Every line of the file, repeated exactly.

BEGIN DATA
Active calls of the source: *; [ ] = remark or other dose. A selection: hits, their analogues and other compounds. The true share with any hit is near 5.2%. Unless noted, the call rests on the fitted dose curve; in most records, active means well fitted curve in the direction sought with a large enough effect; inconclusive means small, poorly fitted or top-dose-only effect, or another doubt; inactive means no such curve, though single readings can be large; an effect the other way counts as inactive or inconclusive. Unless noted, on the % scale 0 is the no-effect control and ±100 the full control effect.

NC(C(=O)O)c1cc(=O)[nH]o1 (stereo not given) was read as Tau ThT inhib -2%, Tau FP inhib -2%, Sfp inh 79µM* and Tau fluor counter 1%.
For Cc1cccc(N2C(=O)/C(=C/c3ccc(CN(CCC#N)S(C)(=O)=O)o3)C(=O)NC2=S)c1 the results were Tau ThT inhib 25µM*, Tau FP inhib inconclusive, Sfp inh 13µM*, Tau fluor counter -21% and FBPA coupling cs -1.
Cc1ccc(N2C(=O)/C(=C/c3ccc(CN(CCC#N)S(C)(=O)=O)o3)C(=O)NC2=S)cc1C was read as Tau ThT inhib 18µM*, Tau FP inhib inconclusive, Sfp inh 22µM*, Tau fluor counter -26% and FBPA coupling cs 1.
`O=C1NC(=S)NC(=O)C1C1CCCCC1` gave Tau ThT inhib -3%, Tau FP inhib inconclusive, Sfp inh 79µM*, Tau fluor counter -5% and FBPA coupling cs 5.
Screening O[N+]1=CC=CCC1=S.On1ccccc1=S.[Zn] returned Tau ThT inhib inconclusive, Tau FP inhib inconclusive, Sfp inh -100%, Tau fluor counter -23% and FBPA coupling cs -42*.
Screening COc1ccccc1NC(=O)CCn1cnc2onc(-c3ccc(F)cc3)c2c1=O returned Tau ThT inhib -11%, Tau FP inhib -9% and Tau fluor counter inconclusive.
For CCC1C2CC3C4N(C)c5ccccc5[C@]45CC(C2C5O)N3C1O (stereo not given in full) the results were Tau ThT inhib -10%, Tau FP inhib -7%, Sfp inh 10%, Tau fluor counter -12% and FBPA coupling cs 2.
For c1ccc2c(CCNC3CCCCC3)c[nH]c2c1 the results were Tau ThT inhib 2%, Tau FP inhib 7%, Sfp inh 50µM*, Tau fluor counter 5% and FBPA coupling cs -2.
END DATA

Active calls of the source: *; [ ] = remark or other dose. A selection: hits, their analogues and other compounds. The true share with any hit is near 5.2%. Unless noted, the call rests on the fitted dose curve; in most records, active means well fitted curve in the direction sought with a large enough effect; inconclusive means small, poorly fitted or top-dose-only effect, or another doubt; inactive means no such curve, though single readings can be large; an effect the other way counts as inactive or inconclusive. Unless noted, on the % scale 0 is the no-effect control and ±100 the full control effect.

NC(C(=O)O)c1cc(=O)[nH]o1 (stereo not given) was read as Tau ThT inhib -2%, Tau FP inhib -2%, Sfp inh 79µM* and Tau fluor counter 1%.
For Cc1cccc(N2C(=O)/C(=C/c3ccc(CN(CCC#N)S(C)(=O)=O)o3)C(=O)NC2=S)c1 the results were Tau ThT inhib 25µM*, Tau FP inhib inconclusive, Sfp inh 13µM*, Tau fluor counter -21% and FBPA coupling cs -1.
Cc1ccc(N2C(=O)/C(=C/c3ccc(CN(CCC#N)S(C)(=O)=O)o3)C(=O)NC2=S)cc1C was read as Tau ThT inhib 18µM*, Tau FP inhib inconclusive, Sfp inh 22µM*, Tau fluor counter -26% and FBPA coupling cs 1.
`O=C1NC(=S)NC(=O)C1C1CCCCC1` gave Tau ThT inhib -3%, Tau FP inhib inconclusive, Sfp inh 79µM*, Tau fluor counter -5% and FBPA coupling cs 5.
Screening O[N+]1=CC=CCC1=S.On1ccccc1=S.[Zn] returned Tau ThT inhib inconclusive, Tau FP inhib inconclusive, Sfp inh -100%, Tau fluor counter -23% and FBPA coupling cs -42*.
Screening COc1ccccc1NC(=O)CCn1cnc2onc(-c3ccc(F)cc3)c2c1=O returned Tau ThT inhib -11%, Tau FP inhib -9% and Tau fluor counter inconclusive.
For CCC1C2CC3C4N(C)c5ccccc5[C@]45CC(C2C5O)N3C1O (stereo not given in full) the results were Tau ThT inhib -10%, Tau FP inhib -7%, Sfp inh 10%, Tau fluor counter -12% and FBPA coupling cs 2.
For c1ccc2c(CCNC3CCCCC3)c[nH]c2c1 the results were Tau ThT inhib 2%, Tau FP inhib 7%, Sfp inh 50µM*, Tau fluor counter 5% and FBPA coupling cs -2.